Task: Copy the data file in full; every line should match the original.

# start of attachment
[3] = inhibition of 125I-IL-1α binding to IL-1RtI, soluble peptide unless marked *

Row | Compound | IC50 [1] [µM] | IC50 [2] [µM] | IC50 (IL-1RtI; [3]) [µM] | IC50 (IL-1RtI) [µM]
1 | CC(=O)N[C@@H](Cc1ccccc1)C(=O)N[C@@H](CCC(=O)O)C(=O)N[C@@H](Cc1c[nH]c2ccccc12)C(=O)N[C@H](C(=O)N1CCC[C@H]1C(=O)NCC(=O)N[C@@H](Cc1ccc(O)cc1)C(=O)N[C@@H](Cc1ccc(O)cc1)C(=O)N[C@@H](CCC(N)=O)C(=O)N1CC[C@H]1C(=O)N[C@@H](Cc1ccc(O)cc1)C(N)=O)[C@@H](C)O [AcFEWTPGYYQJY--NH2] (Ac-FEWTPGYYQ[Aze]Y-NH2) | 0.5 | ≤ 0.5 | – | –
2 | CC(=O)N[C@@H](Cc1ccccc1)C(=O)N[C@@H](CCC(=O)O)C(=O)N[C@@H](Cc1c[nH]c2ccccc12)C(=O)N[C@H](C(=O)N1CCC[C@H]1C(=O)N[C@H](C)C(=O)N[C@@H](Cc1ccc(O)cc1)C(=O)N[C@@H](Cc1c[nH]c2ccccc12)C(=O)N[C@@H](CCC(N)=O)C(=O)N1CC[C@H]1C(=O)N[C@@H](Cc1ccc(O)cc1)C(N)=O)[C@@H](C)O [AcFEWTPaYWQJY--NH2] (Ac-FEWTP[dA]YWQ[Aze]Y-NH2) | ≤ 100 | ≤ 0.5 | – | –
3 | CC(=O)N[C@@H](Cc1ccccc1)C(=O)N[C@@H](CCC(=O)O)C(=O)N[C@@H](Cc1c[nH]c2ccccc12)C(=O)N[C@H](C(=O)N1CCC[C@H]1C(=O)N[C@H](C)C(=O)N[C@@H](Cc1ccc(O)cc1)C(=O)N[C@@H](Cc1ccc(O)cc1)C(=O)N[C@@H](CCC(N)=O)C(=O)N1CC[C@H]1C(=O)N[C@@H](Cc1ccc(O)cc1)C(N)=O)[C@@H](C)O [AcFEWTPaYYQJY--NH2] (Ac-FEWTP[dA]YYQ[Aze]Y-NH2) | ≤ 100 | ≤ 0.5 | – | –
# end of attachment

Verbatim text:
[3] = inhibition of 125I-IL-1α binding to IL-1RtI, soluble peptide unless marked *

Row | Compound | IC50 [1] [µM] | IC50 [2] [µM] | IC50 (IL-1RtI; [3]) [µM] | IC50 (IL-1RtI) [µM]
1 | CC(=O)N[C@@H](Cc1ccccc1)C(=O)N[C@@H](CCC(=O)O)C(=O)N[C@@H](Cc1c[nH]c2ccccc12)C(=O)N[C@H](C(=O)N1CCC[C@H]1C(=O)NCC(=O)N[C@@H](Cc1ccc(O)cc1)C(=O)N[C@@H](Cc1ccc(O)cc1)C(=O)N[C@@H](CCC(N)=O)C(=O)N1CC[C@H]1C(=O)N[C@@H](Cc1ccc(O)cc1)C(N)=O)[C@@H](C)O [AcFEWTPGYYQJY--NH2] (Ac-FEWTPGYYQ[Aze]Y-NH2) | 0.5 | ≤ 0.5 | – | –
2 | CC(=O)N[C@@H](Cc1ccccc1)C(=O)N[C@@H](CCC(=O)O)C(=O)N[C@@H](Cc1c[nH]c2ccccc12)C(=O)N[C@H](C(=O)N1CCC[C@H]1C(=O)N[C@H](C)C(=O)N[C@@H](Cc1ccc(O)cc1)C(=O)N[C@@H](Cc1c[nH]c2ccccc12)C(=O)N[C@@H](CCC(N)=O)C(=O)N1CC[C@H]1C(=O)N[C@@H](Cc1ccc(O)cc1)C(N)=O)[C@@H](C)O [AcFEWTPaYWQJY--NH2] (Ac-FEWTP[dA]YWQ[Aze]Y-NH2) | ≤ 100 | ≤ 0.5 | – | –
3 | CC(=O)N[C@@H](Cc1ccccc1)C(=O)N[C@@H](CCC(=O)O)C(=O)N[C@@H](Cc1c[nH]c2ccccc12)C(=O)N[C@H](C(=O)N1CCC[C@H]1C(=O)N[C@H](C)C(=O)N[C@@H](Cc1ccc(O)cc1)C(=O)N[C@@H](Cc1ccc(O)cc1)C(=O)N[C@@H](CCC(N)=O)C(=O)N1CC[C@H]1C(=O)N[C@@H](Cc1ccc(O)cc1)C(N)=O)[C@@H](C)O [AcFEWTPaYYQJY--NH2] (Ac-FEWTP[dA]YYQ[Aze]Y-NH2) | ≤ 100 | ≤ 0.5 | – | –